Chestnut Street Bridge (Detroit) facts for kids
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Chestnut Street Bridge-Grand Trunk Railroad
Chestnut Street bridge from the northeast
|Architect||Grand Trunk Western Railroad|
|MPS||Highway Highway Bridges of Michigan MPS|
|NRHP reference No.||00000115|
|Added to NRHP||February 18, 2000|
The Chestnut Street Bridge is located where Chestnut Street passes over the Dequindre Cut (formerly owned by the Grand Trunk Western Railroad) in Detroit, Michigan. It was listed on the National Register of Historic Places in 2000.
By the 1920s, there were over 400 industries operating on Detroit's east side. However, the combination of the city's haphazard streetplan, the expansion of large factories, and the substantial network of rail tracks conspired to slow traffic within the city, particularly in the east-west direction. In 1923, the city of Detroit and Grand Trunk railroad began a plan to build 22 grade separations; both parties agreed to share the cost.
One of the tracks to be regraded was the line paralleling St. Aubin. These tracks ran from the northwest, where they connected with a network of other lines, to the southeast, where the tracks turned to parallel the river and supplied a number of large factories, including the Detroit-Michigan Stove Plant, the United States Rubber Company Plant, and the Parke-Davis Laboratories. The tracks terminated at the Brush Street Depot in downtown Detroit.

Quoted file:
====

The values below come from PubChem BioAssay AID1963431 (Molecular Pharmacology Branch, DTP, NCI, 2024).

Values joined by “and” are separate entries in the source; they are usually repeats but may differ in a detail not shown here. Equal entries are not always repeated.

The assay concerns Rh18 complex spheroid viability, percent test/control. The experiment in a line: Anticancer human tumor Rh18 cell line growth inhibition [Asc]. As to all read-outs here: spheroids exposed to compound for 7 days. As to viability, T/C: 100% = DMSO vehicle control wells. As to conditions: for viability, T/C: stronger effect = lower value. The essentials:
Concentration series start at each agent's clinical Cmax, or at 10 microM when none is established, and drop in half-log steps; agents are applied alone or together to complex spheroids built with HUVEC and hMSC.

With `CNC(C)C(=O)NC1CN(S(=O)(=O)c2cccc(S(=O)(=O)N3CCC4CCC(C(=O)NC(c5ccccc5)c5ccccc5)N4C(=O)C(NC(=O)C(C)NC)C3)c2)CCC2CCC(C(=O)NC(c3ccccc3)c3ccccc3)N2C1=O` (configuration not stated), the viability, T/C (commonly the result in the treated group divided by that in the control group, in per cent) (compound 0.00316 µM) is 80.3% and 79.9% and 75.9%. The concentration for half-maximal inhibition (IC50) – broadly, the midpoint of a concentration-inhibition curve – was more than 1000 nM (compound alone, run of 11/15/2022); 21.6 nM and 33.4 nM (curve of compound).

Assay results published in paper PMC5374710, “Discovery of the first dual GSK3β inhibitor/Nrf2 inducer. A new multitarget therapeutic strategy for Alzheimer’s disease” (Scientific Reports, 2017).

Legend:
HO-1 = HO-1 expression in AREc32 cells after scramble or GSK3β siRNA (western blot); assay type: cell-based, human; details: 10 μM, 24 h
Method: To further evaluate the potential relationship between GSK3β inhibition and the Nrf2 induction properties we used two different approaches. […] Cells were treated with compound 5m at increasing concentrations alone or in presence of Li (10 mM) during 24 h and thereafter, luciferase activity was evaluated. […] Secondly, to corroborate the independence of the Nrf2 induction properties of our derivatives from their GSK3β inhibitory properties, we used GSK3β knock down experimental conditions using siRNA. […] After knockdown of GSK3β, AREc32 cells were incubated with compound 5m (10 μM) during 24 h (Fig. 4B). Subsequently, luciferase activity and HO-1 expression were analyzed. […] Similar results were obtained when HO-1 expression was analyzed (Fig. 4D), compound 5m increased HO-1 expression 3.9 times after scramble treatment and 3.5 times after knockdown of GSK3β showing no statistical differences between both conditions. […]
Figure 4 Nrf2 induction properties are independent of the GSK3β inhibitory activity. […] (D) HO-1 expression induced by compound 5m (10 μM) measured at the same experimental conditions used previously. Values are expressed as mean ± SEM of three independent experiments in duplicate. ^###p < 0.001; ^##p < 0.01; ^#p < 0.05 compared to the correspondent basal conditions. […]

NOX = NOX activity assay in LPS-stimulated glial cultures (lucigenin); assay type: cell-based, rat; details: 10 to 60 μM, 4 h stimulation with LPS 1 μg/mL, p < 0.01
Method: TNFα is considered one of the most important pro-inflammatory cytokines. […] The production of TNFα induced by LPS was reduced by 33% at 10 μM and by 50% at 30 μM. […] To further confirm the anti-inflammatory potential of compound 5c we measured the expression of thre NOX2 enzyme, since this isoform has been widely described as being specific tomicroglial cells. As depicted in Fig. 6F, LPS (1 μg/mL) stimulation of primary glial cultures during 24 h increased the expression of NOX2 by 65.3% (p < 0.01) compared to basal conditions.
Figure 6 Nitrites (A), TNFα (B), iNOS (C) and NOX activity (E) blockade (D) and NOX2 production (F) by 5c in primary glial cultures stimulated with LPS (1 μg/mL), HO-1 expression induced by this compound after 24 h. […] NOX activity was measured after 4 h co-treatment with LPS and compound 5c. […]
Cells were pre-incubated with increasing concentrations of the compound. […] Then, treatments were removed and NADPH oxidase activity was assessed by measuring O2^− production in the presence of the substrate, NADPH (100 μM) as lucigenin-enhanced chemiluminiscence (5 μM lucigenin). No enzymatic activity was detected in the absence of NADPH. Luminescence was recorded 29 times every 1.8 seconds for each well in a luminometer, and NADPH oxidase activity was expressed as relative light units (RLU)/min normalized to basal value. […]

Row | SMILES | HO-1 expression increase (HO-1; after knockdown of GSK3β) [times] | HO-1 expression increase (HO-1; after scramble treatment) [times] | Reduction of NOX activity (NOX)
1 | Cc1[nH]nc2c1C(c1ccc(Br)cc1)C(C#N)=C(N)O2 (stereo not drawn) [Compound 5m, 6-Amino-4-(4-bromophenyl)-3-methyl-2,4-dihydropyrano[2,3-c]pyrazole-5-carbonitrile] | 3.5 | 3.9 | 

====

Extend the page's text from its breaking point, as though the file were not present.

By March 1930, 16 of the crossings of what now is known as the "Dequindre Cut" were finished, including the Chestnut Street bridge. The nearby Antietam Avenue Bridge was completed soon thereafter. In 1964, the Antietam Avenue Bridge and the Chestnut Street Bridge were teamed as a one-way pair. In the 1980s, the railway was abandoned, and ownership changed hands.
As of 2008, the Dequindre Cut is being turned into a rail trail.
The Chestnut Street Bridge spans the Dequindre Cut, and is constructed of two steel-stringer spans 31 feet in length sitting on concrete abutments and a concrete-post pier. The stringers are encased in concrete and support a 50.3-foot-wide concrete deck covered with asphalt to make a 30 foot wide roadway. The parapets railings are solid concrete with eight recessed panels arranged in pairs between five concrete posts. A wooden pole luminaire is located at each end of the sidewalk.
The Dequindre Cut is in good condition, and the course of the Cut and how it relates to the street grid is apparent from the Antietam Avenue Bridge. The bridge is good evidence of the grade separation effort early in the twentieth century.
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